Any doubts, or hopes for doubts, on the collective strength of Team Sky went out the window yesterday, as their 40,000,000 + Euro budget showed itself on the road to La Rosiere. Hand it to Movistar and their aging captain Alejandro Valverde for creating a race of great interest, but there was nothing to do as the Sky train put an end to any hopes for an open race. Once Luke Rowe pulled over, his tempo duties done, the money kicked in the form of Jonathon Castroviejo’s and his torrid pace that began the shutdown of Valverde’s long-range attack.
Castroviejo, a Movistar from 2012 through 2017, is a superb time trial rider who also climbs in the great Spanish tradition. Team Sky, looking to reinforce their train sought him out, and, as is their custom, according to the backroom voices, offered him double of what anyone else was capable of doing. He earned those euros yesterday with a phenomenal ride that put the entire peloton, or what was left of it, into the red.
Another prime example of Sky’s power was seen in the actions of Polish Champion Michal Kwiatkowski who set a mercilessly hard temp on the final climb, completely emptying himself out as is his custom, before handing the reins over to their new young star, Egan Bernal. Here was the Colombian’s moment: the chance to show the world that he’s the comer, the one who can become the first South American to win the Tour. Unfortunately, despite the perfect setup Bernal was not up to the job and immediately faded off the back. Kwiatkowski, dead on his feet (or in his pedals) somewhere, somehow, found the energy to do Bernal’s job for him and without missing a beat went right back to the front at that same impossible pace. One of the most impressive things I’ve ever seen in the sport. No team can match the money offered to a rider who, when not on tempo duty, does things like win the World Championships and Milano-San Remo.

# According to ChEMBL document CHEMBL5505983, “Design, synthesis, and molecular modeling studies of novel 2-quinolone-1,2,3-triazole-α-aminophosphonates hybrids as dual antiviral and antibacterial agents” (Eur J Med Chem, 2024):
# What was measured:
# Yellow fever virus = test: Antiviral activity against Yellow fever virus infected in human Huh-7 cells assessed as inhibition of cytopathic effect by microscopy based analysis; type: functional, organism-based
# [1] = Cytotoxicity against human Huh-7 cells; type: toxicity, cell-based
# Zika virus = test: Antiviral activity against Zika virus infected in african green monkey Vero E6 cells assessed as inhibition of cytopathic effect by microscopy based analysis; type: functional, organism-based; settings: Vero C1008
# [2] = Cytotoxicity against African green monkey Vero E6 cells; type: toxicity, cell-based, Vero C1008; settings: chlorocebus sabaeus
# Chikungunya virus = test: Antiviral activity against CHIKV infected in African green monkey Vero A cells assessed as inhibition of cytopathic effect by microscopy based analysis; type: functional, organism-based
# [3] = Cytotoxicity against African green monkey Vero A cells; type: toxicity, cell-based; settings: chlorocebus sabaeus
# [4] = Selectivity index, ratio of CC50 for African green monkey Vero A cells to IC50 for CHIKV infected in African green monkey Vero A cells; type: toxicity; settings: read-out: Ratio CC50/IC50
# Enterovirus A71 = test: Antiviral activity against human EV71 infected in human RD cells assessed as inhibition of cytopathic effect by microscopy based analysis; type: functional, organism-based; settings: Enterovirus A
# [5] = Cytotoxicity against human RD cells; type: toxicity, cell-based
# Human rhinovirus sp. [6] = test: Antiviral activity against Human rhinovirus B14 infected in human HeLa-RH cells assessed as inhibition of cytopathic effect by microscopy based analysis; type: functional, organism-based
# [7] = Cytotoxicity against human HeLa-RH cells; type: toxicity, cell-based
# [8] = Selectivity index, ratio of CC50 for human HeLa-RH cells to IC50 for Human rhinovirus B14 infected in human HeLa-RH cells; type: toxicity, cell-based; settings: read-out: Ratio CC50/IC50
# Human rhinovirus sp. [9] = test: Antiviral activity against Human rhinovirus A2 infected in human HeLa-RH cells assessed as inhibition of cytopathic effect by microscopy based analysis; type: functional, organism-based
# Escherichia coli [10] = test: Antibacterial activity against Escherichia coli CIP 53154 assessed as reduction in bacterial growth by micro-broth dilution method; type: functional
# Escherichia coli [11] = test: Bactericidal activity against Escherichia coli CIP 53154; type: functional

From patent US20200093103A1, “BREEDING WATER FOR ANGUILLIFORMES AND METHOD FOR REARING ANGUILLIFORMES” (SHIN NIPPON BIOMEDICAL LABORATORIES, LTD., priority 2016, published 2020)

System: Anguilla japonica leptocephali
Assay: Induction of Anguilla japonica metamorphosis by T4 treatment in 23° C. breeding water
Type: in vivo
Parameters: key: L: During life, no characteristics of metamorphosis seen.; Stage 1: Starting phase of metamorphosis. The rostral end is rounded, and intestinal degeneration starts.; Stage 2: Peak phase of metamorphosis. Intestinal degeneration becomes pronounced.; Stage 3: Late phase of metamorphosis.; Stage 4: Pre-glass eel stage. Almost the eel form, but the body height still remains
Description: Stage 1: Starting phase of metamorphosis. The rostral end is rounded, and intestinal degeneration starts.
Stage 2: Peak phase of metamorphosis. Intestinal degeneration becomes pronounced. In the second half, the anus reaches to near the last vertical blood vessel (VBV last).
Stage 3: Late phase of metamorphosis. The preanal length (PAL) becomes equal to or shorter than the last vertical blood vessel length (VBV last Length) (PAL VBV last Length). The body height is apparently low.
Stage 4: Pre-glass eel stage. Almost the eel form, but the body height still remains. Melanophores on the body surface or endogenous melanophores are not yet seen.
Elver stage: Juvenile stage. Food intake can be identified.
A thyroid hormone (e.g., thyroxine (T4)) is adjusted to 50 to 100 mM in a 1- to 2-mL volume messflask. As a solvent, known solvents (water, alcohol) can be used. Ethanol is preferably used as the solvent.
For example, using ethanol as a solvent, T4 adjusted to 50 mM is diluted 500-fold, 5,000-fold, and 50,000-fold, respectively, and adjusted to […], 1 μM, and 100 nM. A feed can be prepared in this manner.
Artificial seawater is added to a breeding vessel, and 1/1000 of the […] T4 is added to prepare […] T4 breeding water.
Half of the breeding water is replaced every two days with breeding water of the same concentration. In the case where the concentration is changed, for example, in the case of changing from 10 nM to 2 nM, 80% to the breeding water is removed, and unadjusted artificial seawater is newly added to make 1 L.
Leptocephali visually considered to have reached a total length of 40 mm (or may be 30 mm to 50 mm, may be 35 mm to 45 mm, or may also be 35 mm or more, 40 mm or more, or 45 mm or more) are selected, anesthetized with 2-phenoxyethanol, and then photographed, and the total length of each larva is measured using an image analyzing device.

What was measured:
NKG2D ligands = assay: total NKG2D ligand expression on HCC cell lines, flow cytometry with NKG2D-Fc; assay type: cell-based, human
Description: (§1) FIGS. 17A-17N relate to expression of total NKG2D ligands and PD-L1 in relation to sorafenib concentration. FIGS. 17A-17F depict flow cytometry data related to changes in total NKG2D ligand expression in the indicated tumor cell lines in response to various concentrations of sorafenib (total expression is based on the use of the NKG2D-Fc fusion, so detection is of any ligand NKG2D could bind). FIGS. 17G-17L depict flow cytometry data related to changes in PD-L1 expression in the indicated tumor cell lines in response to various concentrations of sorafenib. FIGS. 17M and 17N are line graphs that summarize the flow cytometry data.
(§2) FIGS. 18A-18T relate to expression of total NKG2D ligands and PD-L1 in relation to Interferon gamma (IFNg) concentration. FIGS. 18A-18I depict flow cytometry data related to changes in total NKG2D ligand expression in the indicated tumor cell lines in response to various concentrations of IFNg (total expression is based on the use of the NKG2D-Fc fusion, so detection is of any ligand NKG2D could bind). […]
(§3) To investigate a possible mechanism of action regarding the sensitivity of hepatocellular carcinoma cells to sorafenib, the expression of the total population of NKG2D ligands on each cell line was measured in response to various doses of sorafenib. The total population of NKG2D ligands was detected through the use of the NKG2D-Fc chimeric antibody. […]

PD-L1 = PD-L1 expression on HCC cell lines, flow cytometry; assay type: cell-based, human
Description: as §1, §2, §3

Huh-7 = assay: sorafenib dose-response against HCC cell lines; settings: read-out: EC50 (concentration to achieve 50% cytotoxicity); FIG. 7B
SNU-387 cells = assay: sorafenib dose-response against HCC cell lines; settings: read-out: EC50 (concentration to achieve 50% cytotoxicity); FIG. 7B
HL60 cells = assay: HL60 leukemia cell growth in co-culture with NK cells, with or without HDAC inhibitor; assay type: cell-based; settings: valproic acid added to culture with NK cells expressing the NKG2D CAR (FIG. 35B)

Team Sky, under the stewardship of their trainer Tim Kerrison, trains the train unlike any other team. Kerrison, who comes from a swimming and rowing background, has adapted training for rowers specifically into his team’s preparation, changing the traditional winter base miles approach to one of “intensity camps”. The fine-tuned pacing and rhythm of the Sky train is recognizable to those who’ve suffered in boats on rivers.
A final example of what money can get you was seen on the stage into Roubaix. Team Sky had 50, yes 50, volunteers, all with special team clothes, armed with spare wheels and bottles and flags to mark their positions, spread out over each of the cobbled sections. That’s a pile of organization and resources to pull something like that off and there’s only one team in the world capable of doing so.
John Eustice, is the organizer of the Thompson Bucks County Classic in Doylestown, Pennsylvania and a long-time cycling analyst who has contributed to ESPN, ABC Sports, Time Magazine, and CNN among others. The Bucks County native resides in New York City. He was a pioneer on the European racing circuit and is a two-time United States Professional Champion.